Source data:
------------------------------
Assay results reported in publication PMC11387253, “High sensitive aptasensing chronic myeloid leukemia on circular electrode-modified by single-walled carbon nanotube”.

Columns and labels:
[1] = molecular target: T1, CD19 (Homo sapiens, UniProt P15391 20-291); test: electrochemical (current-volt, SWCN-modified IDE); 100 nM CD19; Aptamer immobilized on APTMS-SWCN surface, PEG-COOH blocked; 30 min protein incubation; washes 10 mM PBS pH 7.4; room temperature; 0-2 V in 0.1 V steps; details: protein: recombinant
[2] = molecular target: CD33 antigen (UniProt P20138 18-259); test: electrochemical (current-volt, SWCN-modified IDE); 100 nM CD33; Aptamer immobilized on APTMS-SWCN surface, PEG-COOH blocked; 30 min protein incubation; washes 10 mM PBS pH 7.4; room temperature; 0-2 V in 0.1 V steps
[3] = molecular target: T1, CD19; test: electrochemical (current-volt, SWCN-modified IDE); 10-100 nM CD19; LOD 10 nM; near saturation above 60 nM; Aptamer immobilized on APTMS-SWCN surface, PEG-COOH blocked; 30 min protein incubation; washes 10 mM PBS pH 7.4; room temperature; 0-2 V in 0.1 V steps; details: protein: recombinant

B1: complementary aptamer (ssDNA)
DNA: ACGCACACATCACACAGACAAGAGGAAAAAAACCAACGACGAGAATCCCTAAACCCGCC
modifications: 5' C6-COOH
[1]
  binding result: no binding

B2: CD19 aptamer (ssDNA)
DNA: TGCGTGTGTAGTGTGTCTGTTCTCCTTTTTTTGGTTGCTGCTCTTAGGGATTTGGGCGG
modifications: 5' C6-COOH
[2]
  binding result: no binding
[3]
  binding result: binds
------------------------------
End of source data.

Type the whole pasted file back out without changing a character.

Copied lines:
Assay results reported in publication PMC11387253, “High sensitive aptasensing chronic myeloid leukemia on circular electrode-modified by single-walled carbon nanotube”.

Columns and labels:
[1] = molecular target: T1, CD19 (Homo sapiens, UniProt P15391 20-291); test: electrochemical (current-volt, SWCN-modified IDE); 100 nM CD19; Aptamer immobilized on APTMS-SWCN surface, PEG-COOH blocked; 30 min protein incubation; washes 10 mM PBS pH 7.4; room temperature; 0-2 V in 0.1 V steps; details: protein: recombinant
[2] = molecular target: CD33 antigen (UniProt P20138 18-259); test: electrochemical (current-volt, SWCN-modified IDE); 100 nM CD33; Aptamer immobilized on APTMS-SWCN surface, PEG-COOH blocked; 30 min protein incubation; washes 10 mM PBS pH 7.4; room temperature; 0-2 V in 0.1 V steps
[3] = molecular target: T1, CD19; test: electrochemical (current-volt, SWCN-modified IDE); 10-100 nM CD19; LOD 10 nM; near saturation above 60 nM; Aptamer immobilized on APTMS-SWCN surface, PEG-COOH blocked; 30 min protein incubation; washes 10 mM PBS pH 7.4; room temperature; 0-2 V in 0.1 V steps; details: protein: recombinant

B1: complementary aptamer (ssDNA)
DNA: ACGCACACATCACACAGACAAGAGGAAAAAAACCAACGACGAGAATCCCTAAACCCGCC
modifications: 5' C6-COOH
[1]
  binding result: no binding

B2: CD19 aptamer (ssDNA)
DNA: TGCGTGTGTAGTGTGTCTGTTCTCCTTTTTTTGGTTGCTGCTCTTAGGGATTTGGGCGG
modifications: 5' C6-COOH
[2]
  binding result: no binding
[3]
  binding result: binds